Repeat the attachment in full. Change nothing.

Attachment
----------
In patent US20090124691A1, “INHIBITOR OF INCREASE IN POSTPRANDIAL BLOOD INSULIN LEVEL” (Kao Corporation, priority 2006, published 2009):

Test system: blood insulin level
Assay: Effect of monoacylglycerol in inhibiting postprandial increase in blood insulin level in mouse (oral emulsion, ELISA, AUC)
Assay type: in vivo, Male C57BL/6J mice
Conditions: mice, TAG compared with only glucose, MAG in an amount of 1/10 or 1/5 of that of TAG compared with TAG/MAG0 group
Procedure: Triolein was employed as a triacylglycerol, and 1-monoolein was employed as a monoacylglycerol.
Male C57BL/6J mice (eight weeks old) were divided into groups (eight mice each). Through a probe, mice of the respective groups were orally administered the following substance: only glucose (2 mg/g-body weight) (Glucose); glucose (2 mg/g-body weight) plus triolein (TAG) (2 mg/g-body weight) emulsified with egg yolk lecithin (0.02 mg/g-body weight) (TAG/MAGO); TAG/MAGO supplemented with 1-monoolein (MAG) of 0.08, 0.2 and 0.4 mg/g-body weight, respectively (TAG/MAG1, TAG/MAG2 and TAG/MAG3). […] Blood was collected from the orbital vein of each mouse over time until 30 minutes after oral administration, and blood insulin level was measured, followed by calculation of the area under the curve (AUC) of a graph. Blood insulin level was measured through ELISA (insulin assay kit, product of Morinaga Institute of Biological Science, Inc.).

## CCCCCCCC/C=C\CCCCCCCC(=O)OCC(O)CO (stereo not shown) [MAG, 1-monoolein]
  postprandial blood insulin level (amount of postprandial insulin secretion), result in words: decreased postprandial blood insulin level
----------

In patent US20090124691A1, “INHIBITOR OF INCREASE IN POSTPRANDIAL BLOOD INSULIN LEVEL” (Kao Corporation, priority 2006, published 2009):

Test system: blood insulin level
Assay: Effect of monoacylglycerol in inhibiting postprandial increase in blood insulin level in mouse (oral emulsion, ELISA, AUC)
Assay type: in vivo, Male C57BL/6J mice
Conditions: mice, TAG compared with only glucose, MAG in an amount of 1/10 or 1/5 of that of TAG compared with TAG/MAG0 group
Procedure: Triolein was employed as a triacylglycerol, and 1-monoolein was employed as a monoacylglycerol.
Male C57BL/6J mice (eight weeks old) were divided into groups (eight mice each). Through a probe, mice of the respective groups were orally administered the following substance: only glucose (2 mg/g-body weight) (Glucose); glucose (2 mg/g-body weight) plus triolein (TAG) (2 mg/g-body weight) emulsified with egg yolk lecithin (0.02 mg/g-body weight) (TAG/MAGO); TAG/MAGO supplemented with 1-monoolein (MAG) of 0.08, 0.2 and 0.4 mg/g-body weight, respectively (TAG/MAG1, TAG/MAG2 and TAG/MAG3). […] Blood was collected from the orbital vein of each mouse over time until 30 minutes after oral administration, and blood insulin level was measured, followed by calculation of the area under the curve (AUC) of a graph. Blood insulin level was measured through ELISA (insulin assay kit, product of Morinaga Institute of Biological Science, Inc.).

## CCCCCCCC/C=C\CCCCCCCC(=O)OCC(O)CO (stereo not shown) [MAG, 1-monoolein]
  postprandial blood insulin level (amount of postprandial insulin secretion), result in words: decreased postprandial blood insulin level